health benefits by type of edible seaweed
Brown Seaweed Health Benefits
Brown seaweed includes Arame, Bladderwrack, Kelp, Kombu, Wakame, Hijiki, and more.
The best known health benefit of brown seaweed might be its high iodine content. Your body needs iodine to create thyroid hormone, without which you’ll develop hypothyroidism. Iodine is also important for a healthy pregnancy.
The symptoms of hypothyroidism include fatigue, cold sensitivity, constipation, dry skin, and unexplained weight gain, among others.
Most people get enough iodine in their diet through iodine enriched table salt, however iodine deficiency is becoming more common in the US, in part because more people are avoiding salty foods.
Brown seaweed contains fucoidan, which has shown promise in eradicating or slowing the spread of colorectal and breast cancers through apoptosis, in which the cancer cell self-destructs. Researchers believe that the low incidence of breast cancer in Japanese women may be due to their consumption of seaweed.
Brown seaweed also contains fucoxanthin which in addition to giving the plant its brown pigment, may promote weight loss. At least one study has shown that when combined with pomegranate seed oil, fucoxanthin resulted in weight loss and reduced liver fat in obese women. Because it’s difficult to eat enough seaweed to replicate the doses used in the study, you’re better off with a supplement in this case.
Red Seaweed Health Benefits
Red seaweed includes Dulse, Nori, Irish Moss, Ogonori, Carola, and more.
Red seaweeds are generally high in protein, as well as a great source of calcium and other minerals, making them an excellent food for vegetarians and vegans.
And like brown seaweeds, they’re high in Omega-3 and Omega-6, polyunsaturated fatty acids that can prevent inflammation.
Dulse is rich in minerals, including calcium, magnesium, and iron, all of which contribute to bone mineral density. And it’s packed so full of potassium that you get a whopping 34 times the amount found in an equivalent serving of banana!
It’s also fat free, low in carbohydrates, and high in dietary fiber, making it filling but healthy (and some say it tastes similar to bacon when cooked!)
Another popular red seaweed, Nori are the thin sheets used to make sushi rolls. Nori offers many of the same health benefits as dulse, as well as some additional intriguing features.
Nori is one of the few vegetables that has cobalamin, a type of vitamin B12, in a form that can be absorbed by humans. Because B12 is difficult to find outside of animal products, this is great news for vegans!
While many seaweeds are prized for their high iodine content, some individuals may need to limit their iodine intake. If this is you, you’re in luck; nori has the lowest iodine content of all seaweed products, making it safer for those with hyperthyroidism and other conditions.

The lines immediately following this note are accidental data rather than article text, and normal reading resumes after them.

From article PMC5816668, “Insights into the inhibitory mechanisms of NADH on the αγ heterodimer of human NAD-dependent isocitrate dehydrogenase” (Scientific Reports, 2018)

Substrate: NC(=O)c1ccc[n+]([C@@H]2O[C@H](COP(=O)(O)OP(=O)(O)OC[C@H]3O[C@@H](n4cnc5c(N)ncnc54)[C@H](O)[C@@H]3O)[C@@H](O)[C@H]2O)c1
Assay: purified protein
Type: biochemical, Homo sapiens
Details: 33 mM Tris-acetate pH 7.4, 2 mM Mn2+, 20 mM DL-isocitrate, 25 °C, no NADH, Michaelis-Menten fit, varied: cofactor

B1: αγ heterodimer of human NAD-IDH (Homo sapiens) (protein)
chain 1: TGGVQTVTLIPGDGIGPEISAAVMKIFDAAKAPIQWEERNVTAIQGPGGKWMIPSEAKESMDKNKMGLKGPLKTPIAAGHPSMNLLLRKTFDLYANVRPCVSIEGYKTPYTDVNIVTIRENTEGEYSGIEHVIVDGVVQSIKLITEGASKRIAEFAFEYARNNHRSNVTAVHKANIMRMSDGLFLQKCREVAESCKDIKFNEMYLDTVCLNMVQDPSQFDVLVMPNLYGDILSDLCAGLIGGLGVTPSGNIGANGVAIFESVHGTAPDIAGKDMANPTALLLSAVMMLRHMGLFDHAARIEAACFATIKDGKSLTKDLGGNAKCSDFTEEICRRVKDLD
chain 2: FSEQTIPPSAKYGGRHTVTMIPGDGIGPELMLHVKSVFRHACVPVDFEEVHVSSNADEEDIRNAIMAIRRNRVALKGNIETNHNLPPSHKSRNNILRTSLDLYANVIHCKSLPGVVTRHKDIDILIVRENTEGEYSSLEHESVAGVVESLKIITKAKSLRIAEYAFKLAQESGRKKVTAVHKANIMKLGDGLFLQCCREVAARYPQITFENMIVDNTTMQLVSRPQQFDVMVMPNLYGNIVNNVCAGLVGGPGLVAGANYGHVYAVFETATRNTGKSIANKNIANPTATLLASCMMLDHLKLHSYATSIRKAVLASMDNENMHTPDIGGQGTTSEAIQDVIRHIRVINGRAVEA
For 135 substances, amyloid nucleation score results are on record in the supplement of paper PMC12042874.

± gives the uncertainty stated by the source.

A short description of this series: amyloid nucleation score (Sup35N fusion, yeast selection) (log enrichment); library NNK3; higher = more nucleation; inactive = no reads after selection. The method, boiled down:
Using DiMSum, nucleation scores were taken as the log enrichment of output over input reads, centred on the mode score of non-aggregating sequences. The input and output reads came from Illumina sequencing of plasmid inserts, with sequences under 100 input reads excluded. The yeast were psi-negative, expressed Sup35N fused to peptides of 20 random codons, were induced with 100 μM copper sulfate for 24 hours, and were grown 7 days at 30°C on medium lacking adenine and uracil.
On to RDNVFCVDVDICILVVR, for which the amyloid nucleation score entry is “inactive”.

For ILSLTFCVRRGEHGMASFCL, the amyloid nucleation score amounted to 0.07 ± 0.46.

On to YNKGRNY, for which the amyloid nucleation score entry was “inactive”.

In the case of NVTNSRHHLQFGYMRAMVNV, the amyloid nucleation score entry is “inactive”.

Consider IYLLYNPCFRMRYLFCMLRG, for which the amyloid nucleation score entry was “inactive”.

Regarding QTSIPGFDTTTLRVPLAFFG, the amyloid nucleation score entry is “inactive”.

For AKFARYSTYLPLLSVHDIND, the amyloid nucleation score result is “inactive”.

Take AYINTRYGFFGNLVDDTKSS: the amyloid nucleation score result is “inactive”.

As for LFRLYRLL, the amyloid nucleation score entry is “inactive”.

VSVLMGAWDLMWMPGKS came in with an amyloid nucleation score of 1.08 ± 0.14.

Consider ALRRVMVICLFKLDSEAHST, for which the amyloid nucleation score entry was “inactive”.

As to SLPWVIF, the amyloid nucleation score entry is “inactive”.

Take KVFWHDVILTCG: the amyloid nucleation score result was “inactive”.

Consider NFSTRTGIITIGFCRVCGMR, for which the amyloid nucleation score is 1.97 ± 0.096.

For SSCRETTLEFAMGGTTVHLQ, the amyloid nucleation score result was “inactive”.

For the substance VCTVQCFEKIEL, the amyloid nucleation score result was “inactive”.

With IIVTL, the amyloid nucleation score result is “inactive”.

Green Seaweed Health Benefits
Green seaweed includes Chlorella, Gutweed, Sea grapes or green caviar, and Sea lettuce.
Green varieties are some of the less commonly found seaweeds, but shouldn’t be overlooked! They’re rich in vitamins, minerals, and anti-oxidants, which are shown to reduce inflammation.
Chlorella in particular is one to consider:
Chlorella is a great source of protein, iron, magnesium, and amino acids, and can also act as a detoxifying supplement. Its tiny size and unique properties make it able to bind to heavy metals and unwanted chemicals in the body, and studies have shown that taking Chlorella regularly may help avoid heavy metal build up in the body.
Chlorella has also been shown to boost the immune system, reduce blood pressure, and lower blood glucose levels in diabetics.
how can i add seaweed to my diet?
There are many way to add seaweed to your diet. If you’re sure you don’t like the taste, consider seaweed supplements–but don’t discount how tasty seaweed can be until you’ve tried multiple preparations!
Easy, Delicious Ways to Eat Seaweed:
- Make a simple Miso Soup
- Add it to salads, like the classic Seaweed Salad, or Bon Appetit’s Wakame Cucumber Salad
- Craft some sushi rolls – they’re easier than you think and very versatile
- Season your food with Seaweed Flakes — you may be surprised at how many dishes benefit from the umami flavor of seaweed
- Add powdered seaweed like Kelp or Chlorella to your juices or smoothies
- Make a seaweed based vegetable stock
- Munch on crispy Nori snacks
safely consuming seaweed
Most seaweeds are safe and healthy to add to your diet, but use common sense and take some precautions:
Don’t Overdo It
Too much of anything is unhealthy, and the same goes for seaweed, particularly in regards to its high iodine content. Consuming very large amounts of iodine rich seaweed has the potential to cause thyroid problems, so approach seaweed like any other food and eat it in moderation.
Buy From Safe Sources
Generally the risk of heavy metal and radiation contamination is quite low for seaweed. However, it’s best to purchase from a company that regularly tests their seaweed for safety. You can also purchase from a company like Maine Coast, who harvest locally, rather than importing from Japan or China.
Avoid This Seaweed
While the vast majority of edible seaweeds are safe and healthy, Hijiki is frequently found to contain arsenic levels exceeding safe limits. It’s less commonly used than others, and you’d probably have to search to find it outside of an Asian market, so avoiding Hijiki shouldn’t be difficult.
- The effect of Fucus vesiculosus, an edible brown seaweed, upon menstrual cycle length and hormonal status in three pre-menopausal women: a case report.
- Types of Seaweed- Wikipedia
- Brown kelp modulates endocrine hormones in female sprague-dawley rats and in human luteinized granulosa cells.
- Protective effects of Chlorella vulgaris in lead-exposed mice infected with Listeria monocytogenes
- Effect of Seaweed Extract on Hair Growth Promotion